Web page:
Gaz Coombes: 'I Think We Can Become Too Omnipresent'

13 September 2018 | 10:12 am | Bryget Chrisfield

His eldest daughter is now the same age as Gaz Coombes was when he joined his first band. Bryget Chrisfield discovers the artist most famous for fronting Supergrass thinks it's possible to become "too omnipresent".

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When we check in with Gaz Coombes, he's in Oxford enjoying "a week off" for the first time "since the start of the year". "I've been away so much, it's been great to hang out with the kids," he shares, referring to his daughters, Raya May and Tiger, aged 15 and ten respectively. "Last night I took them both - we were watching the World Cup, 'cause England had a big game last night - so I let them stay up a bit late," Coombes recalls excitedly of England's victory over Sweden, which earned the team a semi-final spot.

So Coombes must have been about the same age as his eldest when he first started touring in bands, then. "Well pretty much about that, yeah," Coombes acknowledges. "I mean, the first band I was in, The Jennifers - I was my daughter's age, 15, yeah, it's crazy!" When asked whether he felt all grown up back then, Coombes recalls, "I don't think so. I was a very sort of shy kid... I think I did all my growing up between 16 and 20, to be honest - I think that's when I kinda grew up fast; just more being in the public eye as well, I guess." 

We're tipping the internet makes "being in the public eye" even more brutal these days and Coombes concurs, "I think you're right, definitely. It was a different time, you know... You could go and record a record and be away for six months... I always used to like that when a band I loved used to go make a record and half of me would think, basically, 'Where are they? Where've they gone?' 'Cause there wasn't this daily update from the band. And I really miss that in a way, you know, without trying to be too nostalgic; I miss that approach and mystery in music, I think it really aids the music and gives it another sort of depth." 

Bowie's final studio album Blackstar, which was recorded in secret and seemingly dropped out of nowhere, springs to mind as a perfect example. "Yeah, yeah, absolutely," Coombes enthuses. "That made it a 'moment' and, I dunno, I think we can become too omnipresent... It's not a case of being antisocial [laughs], I think it's more, like, you just want the music to kind of do something that's not every day, you know? And I don't wanna normalise music in that way."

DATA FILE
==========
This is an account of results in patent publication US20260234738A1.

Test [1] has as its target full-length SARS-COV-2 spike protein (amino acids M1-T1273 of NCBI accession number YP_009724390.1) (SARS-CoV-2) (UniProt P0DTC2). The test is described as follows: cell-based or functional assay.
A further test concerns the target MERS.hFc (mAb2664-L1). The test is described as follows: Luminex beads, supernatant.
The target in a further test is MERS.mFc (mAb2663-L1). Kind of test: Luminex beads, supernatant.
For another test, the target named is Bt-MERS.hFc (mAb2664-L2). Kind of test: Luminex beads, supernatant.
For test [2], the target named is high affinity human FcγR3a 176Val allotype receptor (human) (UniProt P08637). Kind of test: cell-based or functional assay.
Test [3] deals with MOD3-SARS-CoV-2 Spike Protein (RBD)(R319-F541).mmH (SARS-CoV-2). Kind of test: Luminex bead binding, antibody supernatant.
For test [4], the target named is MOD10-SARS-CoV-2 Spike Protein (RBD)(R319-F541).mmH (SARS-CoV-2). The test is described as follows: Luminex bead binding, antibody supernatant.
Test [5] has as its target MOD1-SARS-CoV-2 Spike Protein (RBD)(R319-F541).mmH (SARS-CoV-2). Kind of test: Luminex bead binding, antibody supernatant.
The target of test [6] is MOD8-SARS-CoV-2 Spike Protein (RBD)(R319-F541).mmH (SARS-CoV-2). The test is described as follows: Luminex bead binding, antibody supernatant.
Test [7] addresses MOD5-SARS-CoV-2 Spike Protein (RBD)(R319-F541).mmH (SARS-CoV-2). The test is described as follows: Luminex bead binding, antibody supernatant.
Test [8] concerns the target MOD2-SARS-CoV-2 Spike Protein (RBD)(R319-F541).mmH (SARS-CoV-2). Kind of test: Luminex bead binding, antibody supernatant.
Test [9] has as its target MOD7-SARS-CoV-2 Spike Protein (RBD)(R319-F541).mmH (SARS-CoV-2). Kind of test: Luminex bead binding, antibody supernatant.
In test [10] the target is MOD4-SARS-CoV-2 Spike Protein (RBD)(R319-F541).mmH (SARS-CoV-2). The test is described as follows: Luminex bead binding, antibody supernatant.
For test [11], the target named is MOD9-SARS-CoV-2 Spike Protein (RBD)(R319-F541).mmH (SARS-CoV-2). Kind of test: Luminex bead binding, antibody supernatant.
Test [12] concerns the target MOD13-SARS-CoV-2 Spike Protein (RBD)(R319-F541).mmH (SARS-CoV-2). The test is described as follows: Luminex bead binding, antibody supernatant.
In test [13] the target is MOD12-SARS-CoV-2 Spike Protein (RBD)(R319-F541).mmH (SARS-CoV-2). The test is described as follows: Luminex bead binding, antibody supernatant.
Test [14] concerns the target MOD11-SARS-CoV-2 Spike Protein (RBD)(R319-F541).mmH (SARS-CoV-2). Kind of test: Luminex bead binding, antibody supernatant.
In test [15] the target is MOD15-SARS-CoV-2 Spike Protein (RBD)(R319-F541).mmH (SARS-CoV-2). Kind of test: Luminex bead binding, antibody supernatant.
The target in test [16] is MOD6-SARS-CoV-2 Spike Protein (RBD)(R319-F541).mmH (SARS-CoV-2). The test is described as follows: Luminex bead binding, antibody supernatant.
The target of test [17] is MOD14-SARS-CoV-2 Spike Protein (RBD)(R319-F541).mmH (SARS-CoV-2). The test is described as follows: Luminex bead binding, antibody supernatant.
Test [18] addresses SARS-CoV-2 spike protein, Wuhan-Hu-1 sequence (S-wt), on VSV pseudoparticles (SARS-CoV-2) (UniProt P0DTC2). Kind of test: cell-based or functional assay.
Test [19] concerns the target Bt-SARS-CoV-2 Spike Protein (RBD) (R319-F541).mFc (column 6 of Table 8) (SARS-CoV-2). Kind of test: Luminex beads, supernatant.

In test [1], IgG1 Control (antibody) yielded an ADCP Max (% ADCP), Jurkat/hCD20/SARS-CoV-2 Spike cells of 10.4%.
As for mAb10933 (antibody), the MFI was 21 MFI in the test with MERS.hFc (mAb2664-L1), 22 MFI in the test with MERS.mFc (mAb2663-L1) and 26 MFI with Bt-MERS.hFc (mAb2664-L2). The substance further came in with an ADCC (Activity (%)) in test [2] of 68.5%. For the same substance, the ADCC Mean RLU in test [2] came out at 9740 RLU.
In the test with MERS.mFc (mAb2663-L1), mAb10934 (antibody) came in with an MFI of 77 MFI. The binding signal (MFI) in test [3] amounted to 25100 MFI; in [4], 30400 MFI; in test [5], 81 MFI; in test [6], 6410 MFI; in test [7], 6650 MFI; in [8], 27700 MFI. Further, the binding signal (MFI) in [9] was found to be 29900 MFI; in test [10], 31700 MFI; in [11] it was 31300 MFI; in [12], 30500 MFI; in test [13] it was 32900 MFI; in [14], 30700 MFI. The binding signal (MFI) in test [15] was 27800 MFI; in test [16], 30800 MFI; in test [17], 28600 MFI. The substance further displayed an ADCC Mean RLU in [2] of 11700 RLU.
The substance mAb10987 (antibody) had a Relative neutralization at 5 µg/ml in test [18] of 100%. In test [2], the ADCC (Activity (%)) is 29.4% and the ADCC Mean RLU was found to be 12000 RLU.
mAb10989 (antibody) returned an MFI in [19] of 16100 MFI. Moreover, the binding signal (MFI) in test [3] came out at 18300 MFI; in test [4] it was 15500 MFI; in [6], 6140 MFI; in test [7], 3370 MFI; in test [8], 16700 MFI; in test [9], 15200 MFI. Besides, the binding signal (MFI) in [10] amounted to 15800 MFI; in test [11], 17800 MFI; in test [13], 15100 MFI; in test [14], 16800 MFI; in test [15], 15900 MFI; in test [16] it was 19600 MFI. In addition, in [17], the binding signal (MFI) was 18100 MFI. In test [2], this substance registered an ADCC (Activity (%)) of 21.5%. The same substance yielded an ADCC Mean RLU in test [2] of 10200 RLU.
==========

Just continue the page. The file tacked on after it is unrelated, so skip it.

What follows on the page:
This will be the first time Coombes tours our shores in solo mode, off the back of his genius third solo set World's Strongest Man, although Australian fans would've already clocked him on local stages fronting the band for which he is most known: Supergrass. After admitting that punters occasionally yelled out for Supergrass during his solo shows "early on", Coombes extols, "I've been pretty blown away, to be honest, about how enthusiastic and how up for it the fans are for the new stuff. It's really cool... In fact, they shout out for solo songs that I haven't played for a while. I had one guy - for basically the whole gig in Glasgow, recently, after each song he'd shout for One Of These Days, which wasn't in the set, but it was kinda funny! It was cool." Coombes speaks exuberantly throughout our chat and uses the word "cool" a lot. 

On the creation of World's Strongest Man, Coombes points out, "I like to produce in a way that it seems like a record that's out in 2018... I don't want it to just be a purely retro exercise, it's gotta have something about it that connects you with the here and now." 

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He played all the instruments himself on this album and the drum patterns are consistently interesting and varied throughout. "I love playing drums," he admits. "It's actually one of the first things I'll go onto. I'll lay down some sorta loop or a quick piano idea or something and I'll have it running through the headphones, and I'll just jump on the kit and play along."

Coombes utilised "a monophonic synthesiser from the early '70s, made by Hammond" for the first time on World's Strongest Man, he tells. "It's a pretty crazy sound, it's got this sort of stylophone vibe to it in a way and [produces] just these very raw kind of DIY sounds that have got a nice bit of hiss on them and a nice bit of noise on them - I dunno, I like things that are unstable... I think hearing that air and that sort of wobble just makes it kinda real and vulnerable. But for me there's nothing better than having a really amazing hook that's undeniable but played on [an instrument] that's kind of slightly wrong or delicate," he laughs. "I like that juxtaposition of the confidence in a part, but then the kind of shakiness of the instrument, you know?" 

Certain album tracks - particularly the shimmering synths, jilted tones and oblique use of children's choir in Wounded Egos - give this scribe Damon Albarn vibes! Hopefully, Coombes takes this as a compliment? "It's cool!" he enthuses. "Damon's great."